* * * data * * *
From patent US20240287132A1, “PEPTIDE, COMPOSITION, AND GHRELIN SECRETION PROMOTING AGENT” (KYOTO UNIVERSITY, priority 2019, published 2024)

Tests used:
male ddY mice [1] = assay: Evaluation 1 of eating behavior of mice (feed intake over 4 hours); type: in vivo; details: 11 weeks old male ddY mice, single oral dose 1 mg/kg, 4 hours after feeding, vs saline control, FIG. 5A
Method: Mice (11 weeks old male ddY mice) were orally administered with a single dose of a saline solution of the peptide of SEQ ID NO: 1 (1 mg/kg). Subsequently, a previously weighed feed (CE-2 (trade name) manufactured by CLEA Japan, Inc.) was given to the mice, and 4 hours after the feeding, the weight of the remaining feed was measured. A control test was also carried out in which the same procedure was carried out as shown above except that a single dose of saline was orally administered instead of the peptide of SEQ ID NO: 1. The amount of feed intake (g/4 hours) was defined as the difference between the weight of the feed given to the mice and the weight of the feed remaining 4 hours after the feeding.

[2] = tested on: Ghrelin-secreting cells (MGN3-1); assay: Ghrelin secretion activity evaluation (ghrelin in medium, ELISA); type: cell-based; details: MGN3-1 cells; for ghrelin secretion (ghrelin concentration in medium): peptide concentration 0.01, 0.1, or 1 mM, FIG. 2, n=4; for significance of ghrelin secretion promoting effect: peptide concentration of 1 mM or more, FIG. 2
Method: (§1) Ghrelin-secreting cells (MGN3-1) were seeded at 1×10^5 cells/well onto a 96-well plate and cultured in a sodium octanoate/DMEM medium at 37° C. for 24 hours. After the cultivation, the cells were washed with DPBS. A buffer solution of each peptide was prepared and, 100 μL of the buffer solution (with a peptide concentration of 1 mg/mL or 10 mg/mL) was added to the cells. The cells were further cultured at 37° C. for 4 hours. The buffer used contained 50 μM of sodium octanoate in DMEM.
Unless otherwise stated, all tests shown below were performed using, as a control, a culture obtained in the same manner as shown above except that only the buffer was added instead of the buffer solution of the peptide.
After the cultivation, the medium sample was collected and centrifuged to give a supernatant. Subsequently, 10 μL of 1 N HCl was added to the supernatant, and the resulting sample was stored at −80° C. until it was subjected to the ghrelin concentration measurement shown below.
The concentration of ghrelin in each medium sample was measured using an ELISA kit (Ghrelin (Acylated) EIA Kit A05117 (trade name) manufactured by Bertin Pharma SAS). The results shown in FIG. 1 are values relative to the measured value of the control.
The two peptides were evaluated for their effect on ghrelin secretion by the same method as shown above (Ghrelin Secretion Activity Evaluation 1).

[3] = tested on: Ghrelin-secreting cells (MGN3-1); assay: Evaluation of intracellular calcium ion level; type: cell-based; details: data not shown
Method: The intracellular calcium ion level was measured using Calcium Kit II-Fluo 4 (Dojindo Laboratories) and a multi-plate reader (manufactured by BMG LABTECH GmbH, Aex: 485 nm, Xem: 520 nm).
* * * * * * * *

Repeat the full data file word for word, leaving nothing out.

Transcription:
From patent US20240287132A1, “PEPTIDE, COMPOSITION, AND GHRELIN SECRETION PROMOTING AGENT” (KYOTO UNIVERSITY, priority 2019, published 2024)

Tests used:
male ddY mice [1] = assay: Evaluation 1 of eating behavior of mice (feed intake over 4 hours); type: in vivo; details: 11 weeks old male ddY mice, single oral dose 1 mg/kg, 4 hours after feeding, vs saline control, FIG. 5A
Method: Mice (11 weeks old male ddY mice) were orally administered with a single dose of a saline solution of the peptide of SEQ ID NO: 1 (1 mg/kg). Subsequently, a previously weighed feed (CE-2 (trade name) manufactured by CLEA Japan, Inc.) was given to the mice, and 4 hours after the feeding, the weight of the remaining feed was measured. A control test was also carried out in which the same procedure was carried out as shown above except that a single dose of saline was orally administered instead of the peptide of SEQ ID NO: 1. The amount of feed intake (g/4 hours) was defined as the difference between the weight of the feed given to the mice and the weight of the feed remaining 4 hours after the feeding.

[2] = tested on: Ghrelin-secreting cells (MGN3-1); assay: Ghrelin secretion activity evaluation (ghrelin in medium, ELISA); type: cell-based; details: MGN3-1 cells; for ghrelin secretion (ghrelin concentration in medium): peptide concentration 0.01, 0.1, or 1 mM, FIG. 2, n=4; for significance of ghrelin secretion promoting effect: peptide concentration of 1 mM or more, FIG. 2
Method: (§1) Ghrelin-secreting cells (MGN3-1) were seeded at 1×10^5 cells/well onto a 96-well plate and cultured in a sodium octanoate/DMEM medium at 37° C. for 24 hours. After the cultivation, the cells were washed with DPBS. A buffer solution of each peptide was prepared and, 100 μL of the buffer solution (with a peptide concentration of 1 mg/mL or 10 mg/mL) was added to the cells. The cells were further cultured at 37° C. for 4 hours. The buffer used contained 50 μM of sodium octanoate in DMEM.
Unless otherwise stated, all tests shown below were performed using, as a control, a culture obtained in the same manner as shown above except that only the buffer was added instead of the buffer solution of the peptide.
After the cultivation, the medium sample was collected and centrifuged to give a supernatant. Subsequently, 10 μL of 1 N HCl was added to the supernatant, and the resulting sample was stored at −80° C. until it was subjected to the ghrelin concentration measurement shown below.
The concentration of ghrelin in each medium sample was measured using an ELISA kit (Ghrelin (Acylated) EIA Kit A05117 (trade name) manufactured by Bertin Pharma SAS). The results shown in FIG. 1 are values relative to the measured value of the control.
The two peptides were evaluated for their effect on ghrelin secretion by the same method as shown above (Ghrelin Secretion Activity Evaluation 1).

[3] = tested on: Ghrelin-secreting cells (MGN3-1); assay: Evaluation of intracellular calcium ion level; type: cell-based; details: data not shown
Method: The intracellular calcium ion level was measured using Calcium Kit II-Fluo 4 (Dojindo Laboratories) and a multi-plate reader (manufactured by BMG LABTECH GmbH, Aex: 485 nm, Xem: 520 nm).